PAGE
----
Nov 07 06

Adding Texture to Your Quilts

Have you ever noticed at a quilt show that some quilts seem to beckon you in, almost pleading with you to touch them if only to verify that the texture or the illusion of texture they’ve created is real? Texture is created in so many ways and often is what takes a “good quilt” to “great quilt” status, just by making the quilt more interesting and giving it greater depth. There are so many ways to add texture, and free motion machine embroidery is an easy way.

Many quilters who do free motion quilting don’t realize that they can also do free motion machine embroidery when it is only a quilt top, or even when it’s in the blocks or “pieces” stage, and this will create a different type of texture than free motion machine quilting. The key is simply to remember to stabilize the fabric in some way if there is no batting underneath yet. So, this means using one of the many stabilizers on the market, (i.e. tear away, iron away, dissolvable, or a permanent stabilizer like polyester or a ploy/rayon blend) underneath the fabric. If you’re embroidering over an area which was appliqued via fusible web, the fusible acts as the stabilizer so just stitch away! Ideally, the work should be in a hoop while doing this embroidery, but to be honest, I rarely use a hoop and somehow get away with it!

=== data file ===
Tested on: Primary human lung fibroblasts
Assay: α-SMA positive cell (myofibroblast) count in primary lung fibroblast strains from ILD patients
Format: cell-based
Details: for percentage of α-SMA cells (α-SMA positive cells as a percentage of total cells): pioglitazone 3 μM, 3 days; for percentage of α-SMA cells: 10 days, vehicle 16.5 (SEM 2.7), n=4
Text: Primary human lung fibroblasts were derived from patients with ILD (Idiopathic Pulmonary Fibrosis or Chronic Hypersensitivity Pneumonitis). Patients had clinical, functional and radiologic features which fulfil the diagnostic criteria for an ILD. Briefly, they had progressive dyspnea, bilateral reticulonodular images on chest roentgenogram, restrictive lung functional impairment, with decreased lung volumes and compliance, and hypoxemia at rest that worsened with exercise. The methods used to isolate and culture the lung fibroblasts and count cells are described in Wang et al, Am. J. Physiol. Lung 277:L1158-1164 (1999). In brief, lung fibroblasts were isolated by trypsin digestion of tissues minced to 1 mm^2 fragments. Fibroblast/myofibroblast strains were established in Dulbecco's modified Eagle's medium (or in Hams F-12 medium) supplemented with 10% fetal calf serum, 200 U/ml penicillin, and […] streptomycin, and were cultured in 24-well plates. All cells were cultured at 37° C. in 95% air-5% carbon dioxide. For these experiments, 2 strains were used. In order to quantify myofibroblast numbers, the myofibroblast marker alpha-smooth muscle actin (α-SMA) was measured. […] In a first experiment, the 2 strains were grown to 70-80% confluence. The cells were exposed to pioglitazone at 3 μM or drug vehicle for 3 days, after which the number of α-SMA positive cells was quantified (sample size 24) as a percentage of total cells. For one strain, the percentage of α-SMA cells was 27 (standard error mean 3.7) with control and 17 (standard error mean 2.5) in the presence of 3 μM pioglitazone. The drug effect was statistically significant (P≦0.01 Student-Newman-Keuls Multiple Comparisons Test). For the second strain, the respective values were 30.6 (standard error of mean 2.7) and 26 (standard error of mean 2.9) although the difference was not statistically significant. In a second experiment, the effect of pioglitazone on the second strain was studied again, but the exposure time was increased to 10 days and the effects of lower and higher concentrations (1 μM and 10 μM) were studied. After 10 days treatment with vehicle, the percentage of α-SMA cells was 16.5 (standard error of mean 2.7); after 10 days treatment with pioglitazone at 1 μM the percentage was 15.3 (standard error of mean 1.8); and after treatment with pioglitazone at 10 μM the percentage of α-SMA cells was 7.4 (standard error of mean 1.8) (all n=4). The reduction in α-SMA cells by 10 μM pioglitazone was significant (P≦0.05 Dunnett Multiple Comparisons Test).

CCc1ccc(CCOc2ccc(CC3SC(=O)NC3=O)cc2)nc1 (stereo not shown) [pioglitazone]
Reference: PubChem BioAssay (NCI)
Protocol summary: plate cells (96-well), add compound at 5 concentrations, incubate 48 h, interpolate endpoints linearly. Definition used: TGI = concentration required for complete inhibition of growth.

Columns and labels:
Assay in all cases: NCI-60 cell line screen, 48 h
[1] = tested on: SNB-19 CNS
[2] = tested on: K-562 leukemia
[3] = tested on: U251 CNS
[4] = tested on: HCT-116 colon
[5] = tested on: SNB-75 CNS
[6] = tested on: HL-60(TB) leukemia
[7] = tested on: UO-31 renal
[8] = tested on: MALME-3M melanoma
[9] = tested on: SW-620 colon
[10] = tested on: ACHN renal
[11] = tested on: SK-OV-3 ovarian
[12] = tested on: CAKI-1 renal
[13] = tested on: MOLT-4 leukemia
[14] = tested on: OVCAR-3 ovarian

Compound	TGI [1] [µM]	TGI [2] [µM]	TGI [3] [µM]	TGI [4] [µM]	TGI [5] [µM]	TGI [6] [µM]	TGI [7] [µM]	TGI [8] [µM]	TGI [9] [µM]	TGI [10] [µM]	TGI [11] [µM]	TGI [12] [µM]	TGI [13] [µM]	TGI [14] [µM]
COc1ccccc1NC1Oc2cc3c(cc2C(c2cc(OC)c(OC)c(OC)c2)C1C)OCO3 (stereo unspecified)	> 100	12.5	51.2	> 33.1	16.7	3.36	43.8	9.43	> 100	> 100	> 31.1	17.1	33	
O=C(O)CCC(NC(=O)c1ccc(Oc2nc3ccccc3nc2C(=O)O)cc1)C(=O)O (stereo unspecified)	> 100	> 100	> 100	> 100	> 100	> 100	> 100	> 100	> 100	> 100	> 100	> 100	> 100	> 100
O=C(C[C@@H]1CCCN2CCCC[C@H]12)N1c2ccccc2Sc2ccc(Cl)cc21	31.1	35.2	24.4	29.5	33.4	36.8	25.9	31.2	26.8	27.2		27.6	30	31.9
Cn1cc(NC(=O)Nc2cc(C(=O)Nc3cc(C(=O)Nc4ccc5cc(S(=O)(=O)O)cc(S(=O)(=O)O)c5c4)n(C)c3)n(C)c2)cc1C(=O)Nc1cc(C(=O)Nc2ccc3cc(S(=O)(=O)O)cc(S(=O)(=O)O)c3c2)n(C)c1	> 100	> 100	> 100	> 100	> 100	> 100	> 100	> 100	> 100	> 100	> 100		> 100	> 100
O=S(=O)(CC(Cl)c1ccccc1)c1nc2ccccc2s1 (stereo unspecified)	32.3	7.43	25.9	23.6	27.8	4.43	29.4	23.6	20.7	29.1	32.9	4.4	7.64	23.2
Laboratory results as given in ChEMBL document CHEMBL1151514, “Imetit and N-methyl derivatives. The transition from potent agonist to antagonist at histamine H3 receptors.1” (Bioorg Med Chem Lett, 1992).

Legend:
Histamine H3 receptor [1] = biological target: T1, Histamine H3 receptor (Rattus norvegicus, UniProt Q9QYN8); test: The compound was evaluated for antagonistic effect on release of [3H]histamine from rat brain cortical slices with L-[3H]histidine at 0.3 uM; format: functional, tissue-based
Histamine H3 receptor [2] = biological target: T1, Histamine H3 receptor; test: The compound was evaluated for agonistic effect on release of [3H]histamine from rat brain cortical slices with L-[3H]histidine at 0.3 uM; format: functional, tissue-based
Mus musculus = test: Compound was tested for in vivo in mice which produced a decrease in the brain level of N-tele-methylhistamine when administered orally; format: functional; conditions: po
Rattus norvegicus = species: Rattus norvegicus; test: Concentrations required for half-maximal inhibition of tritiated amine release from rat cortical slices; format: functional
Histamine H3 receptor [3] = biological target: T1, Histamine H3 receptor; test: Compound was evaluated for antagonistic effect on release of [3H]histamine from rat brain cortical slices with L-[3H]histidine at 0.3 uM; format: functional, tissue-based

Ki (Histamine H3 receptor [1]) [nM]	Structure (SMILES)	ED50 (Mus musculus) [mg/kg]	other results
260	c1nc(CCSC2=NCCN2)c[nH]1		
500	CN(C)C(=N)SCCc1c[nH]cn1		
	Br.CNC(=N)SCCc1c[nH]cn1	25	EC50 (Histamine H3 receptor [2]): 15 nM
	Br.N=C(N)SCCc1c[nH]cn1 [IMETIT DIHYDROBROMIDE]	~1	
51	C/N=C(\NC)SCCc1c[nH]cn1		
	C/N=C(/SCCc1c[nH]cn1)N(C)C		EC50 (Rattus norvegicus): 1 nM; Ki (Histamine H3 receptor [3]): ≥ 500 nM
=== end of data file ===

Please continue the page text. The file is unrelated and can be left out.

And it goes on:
You can also add further texture to your free motion machine embroidery by taking extra steps when you go to do the actual quilting. A great example of this is using a heavier weight thread, (i.e. 12 weight Sulky Blendable) for free motion machine embroidery of veins in a leaf. Later, once that leaf is in a true quilt sandwhich, use invisible monofilament thread to stitch just outside the leaf veins and voila! Those veins will now puff up! Give it a try yourself and see just how cool this technique is!

One Comment

  1. Marié du Toit Says:

    I use 80/20 cotton batting as a stabilizer and found it work very well. It is not necessary to use a hoop. I taught myself from books to do machine embroiderie and only realized yesterday that the stitch I tried to make with a straight stitch moving the fabric back and forth- could easily be achieved (and should be done) by making a sig sag stitch sideways. (I do like my stitch though- it is easier to fill in with other threads, but do brake needles sometimes!)